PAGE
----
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When David Petraeus’s resignation was announced, Senate Intelligence Committee chair Dianne Feinstein, just re-elected to what seems like her seventeenth Senate term, was quick off the mark with her statement on Friday:

“I wish President Obama had not accepted this resignation, but I understand and respect the decision.”

Nothing says “out of the loop” more than publicly discussing your views of a personnel decision of the president of your own party, especially in any area where you have direct Congressional oversight. If she’d been in the loop, she wouldn’t talk about it. Why would DiFi issue such a statement? It only shows that she was neither consulted nor informed prior to the announcement, a rather embarrassing state of affairs for a senior Democrat who outpolled the president in California a mere 72 hours earlier. Her supposed Congressional oversight of intelligence, and relationships with executive branch officials, can really be called into question here. She doesn’t look independent by publicly wishing the president had done otherwise; she looks clueless.

She wouldn’t issue a statement challenging the president’s decision if she’d been included, or at the very least informed, beforehand. So she’s tipped her hand: she wasn’t. It doesn’t seem as if the Obama Administration views her as worthy of notification, even as her committee ramps up for its Benghazi hearings this coming week.

But then, looking even more foolish, she admits to subsequently finding out about ‘additional complications’ which compelled Petraeus’s resignation, and does so on FOX News Sunday morning:

On Sunday she reversed course, saying, “I think the president really had no choice but to accept the resignation.”

So unless she wishes the president had done something about which he actually had no choice, she’s changed her tune. What changed her mind, do you suppose? I mean, besides a call from the White House telling her to walk back her implicit criticism of the president’s acceptance of the resignation?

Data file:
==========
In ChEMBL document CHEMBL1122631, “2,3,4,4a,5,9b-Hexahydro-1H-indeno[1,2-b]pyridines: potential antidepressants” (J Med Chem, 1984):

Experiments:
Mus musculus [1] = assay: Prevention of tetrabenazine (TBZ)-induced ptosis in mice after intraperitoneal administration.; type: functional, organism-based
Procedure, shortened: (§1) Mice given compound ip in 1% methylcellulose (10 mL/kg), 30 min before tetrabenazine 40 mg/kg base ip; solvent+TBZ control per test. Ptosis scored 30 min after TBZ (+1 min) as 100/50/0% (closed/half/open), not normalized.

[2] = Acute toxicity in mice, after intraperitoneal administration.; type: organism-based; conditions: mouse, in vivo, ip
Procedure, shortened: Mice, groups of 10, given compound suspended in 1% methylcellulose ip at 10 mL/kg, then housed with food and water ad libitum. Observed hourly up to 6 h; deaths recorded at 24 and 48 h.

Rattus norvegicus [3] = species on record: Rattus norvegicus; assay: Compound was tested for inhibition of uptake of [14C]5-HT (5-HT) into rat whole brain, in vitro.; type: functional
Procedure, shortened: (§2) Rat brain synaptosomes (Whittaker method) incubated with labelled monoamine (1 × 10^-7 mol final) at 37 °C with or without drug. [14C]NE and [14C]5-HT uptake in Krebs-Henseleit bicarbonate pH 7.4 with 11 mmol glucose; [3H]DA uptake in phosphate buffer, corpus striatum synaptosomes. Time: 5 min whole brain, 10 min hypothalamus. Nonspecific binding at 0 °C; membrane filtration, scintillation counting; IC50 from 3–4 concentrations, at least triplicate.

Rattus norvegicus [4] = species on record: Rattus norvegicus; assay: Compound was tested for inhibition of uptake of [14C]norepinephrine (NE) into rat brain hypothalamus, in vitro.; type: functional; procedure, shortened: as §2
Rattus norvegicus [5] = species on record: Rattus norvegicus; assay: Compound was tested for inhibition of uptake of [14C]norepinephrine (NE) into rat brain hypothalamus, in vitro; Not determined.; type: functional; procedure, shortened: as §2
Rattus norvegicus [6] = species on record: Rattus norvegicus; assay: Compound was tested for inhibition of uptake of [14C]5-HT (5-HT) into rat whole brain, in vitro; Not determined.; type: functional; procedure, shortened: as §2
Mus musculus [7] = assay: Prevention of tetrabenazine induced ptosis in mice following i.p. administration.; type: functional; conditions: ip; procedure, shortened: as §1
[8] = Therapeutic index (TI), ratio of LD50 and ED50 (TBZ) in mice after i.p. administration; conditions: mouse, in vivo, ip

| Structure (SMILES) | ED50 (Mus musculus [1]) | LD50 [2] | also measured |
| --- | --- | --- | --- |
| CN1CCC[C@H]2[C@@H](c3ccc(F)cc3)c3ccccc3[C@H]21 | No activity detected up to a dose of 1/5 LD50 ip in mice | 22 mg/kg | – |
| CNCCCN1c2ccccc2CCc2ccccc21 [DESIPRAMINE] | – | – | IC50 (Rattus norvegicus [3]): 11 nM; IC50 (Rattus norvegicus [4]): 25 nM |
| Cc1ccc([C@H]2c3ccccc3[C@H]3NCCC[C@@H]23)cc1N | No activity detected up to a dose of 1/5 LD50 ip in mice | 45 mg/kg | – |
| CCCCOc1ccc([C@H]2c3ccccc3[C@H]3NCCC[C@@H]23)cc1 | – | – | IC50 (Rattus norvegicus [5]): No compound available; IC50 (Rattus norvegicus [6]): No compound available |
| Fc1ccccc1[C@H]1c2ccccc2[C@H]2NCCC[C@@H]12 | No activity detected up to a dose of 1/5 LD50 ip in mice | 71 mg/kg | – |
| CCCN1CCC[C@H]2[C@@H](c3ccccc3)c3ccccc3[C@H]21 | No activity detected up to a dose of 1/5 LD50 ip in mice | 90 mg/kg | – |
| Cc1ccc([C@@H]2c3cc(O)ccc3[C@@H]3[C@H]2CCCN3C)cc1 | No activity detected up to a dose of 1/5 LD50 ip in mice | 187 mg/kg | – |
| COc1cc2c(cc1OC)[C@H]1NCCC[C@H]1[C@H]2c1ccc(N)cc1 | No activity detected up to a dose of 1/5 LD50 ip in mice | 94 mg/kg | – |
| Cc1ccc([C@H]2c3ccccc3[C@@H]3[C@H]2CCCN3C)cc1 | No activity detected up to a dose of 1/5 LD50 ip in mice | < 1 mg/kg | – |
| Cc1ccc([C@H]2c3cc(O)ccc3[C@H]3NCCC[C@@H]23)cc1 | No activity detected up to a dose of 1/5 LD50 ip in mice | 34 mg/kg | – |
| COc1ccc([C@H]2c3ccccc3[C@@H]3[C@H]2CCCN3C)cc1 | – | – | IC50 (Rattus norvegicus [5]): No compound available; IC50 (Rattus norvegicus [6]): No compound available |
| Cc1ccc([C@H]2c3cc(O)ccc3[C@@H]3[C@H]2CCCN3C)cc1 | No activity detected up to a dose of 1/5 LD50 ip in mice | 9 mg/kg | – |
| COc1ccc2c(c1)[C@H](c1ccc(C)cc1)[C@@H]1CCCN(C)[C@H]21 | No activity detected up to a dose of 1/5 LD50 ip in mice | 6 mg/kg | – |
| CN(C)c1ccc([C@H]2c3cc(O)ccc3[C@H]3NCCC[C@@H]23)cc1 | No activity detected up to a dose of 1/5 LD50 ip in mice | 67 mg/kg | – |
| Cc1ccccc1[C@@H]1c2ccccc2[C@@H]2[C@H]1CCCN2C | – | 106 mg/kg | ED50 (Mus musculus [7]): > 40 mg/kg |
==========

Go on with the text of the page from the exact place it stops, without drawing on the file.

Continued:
She ascribes her realization to “additional complications,” but which complications? She makes it sound in her statement as if Petraeus called her after she issued her statement: she “talked to him twice on Friday.”

There are a slew of complications we know about to choose from. Was it that James Clapper, Director of National Intelligence and nominally Petraeus’s supervisor, told the CIA Director to resign? Her statement would look like unnecessary Congressional interference in the intelligence chain of command, to question a supervisory request to resign.

The Director of National Intelligence James Clapper, acting as a “friend, colleague, and fellow general officer,” on election night urged David Petraeus to resign after being notified by the FBI of the former CIA director’s extramarital affair, U.S. officials confirm.

Or was it, perhaps, that DiFi learned that the other House of Congress was involved, and not through its Intelligence Committee but through GOP House partisan leader Eric Cantor?

House majority leader Eric Cantor talked to an FBI official in late October about former CIA Director David Petraeus’ involvement in an affair, a spokesman for the congressman told CNN Sunday.

Doug Heye said Cantor had a conversation with the whistleblower about the affair and the national security concerns involved in the matter.

The New York Times reported Saturday that on October 31, Cantor’s chief of staff phoned the FBI to inform the agency about the call between the congressman and the FBI official. The Times reported Cantor learned of the whistleblower through Rep. Dave Reichert, R-Washington.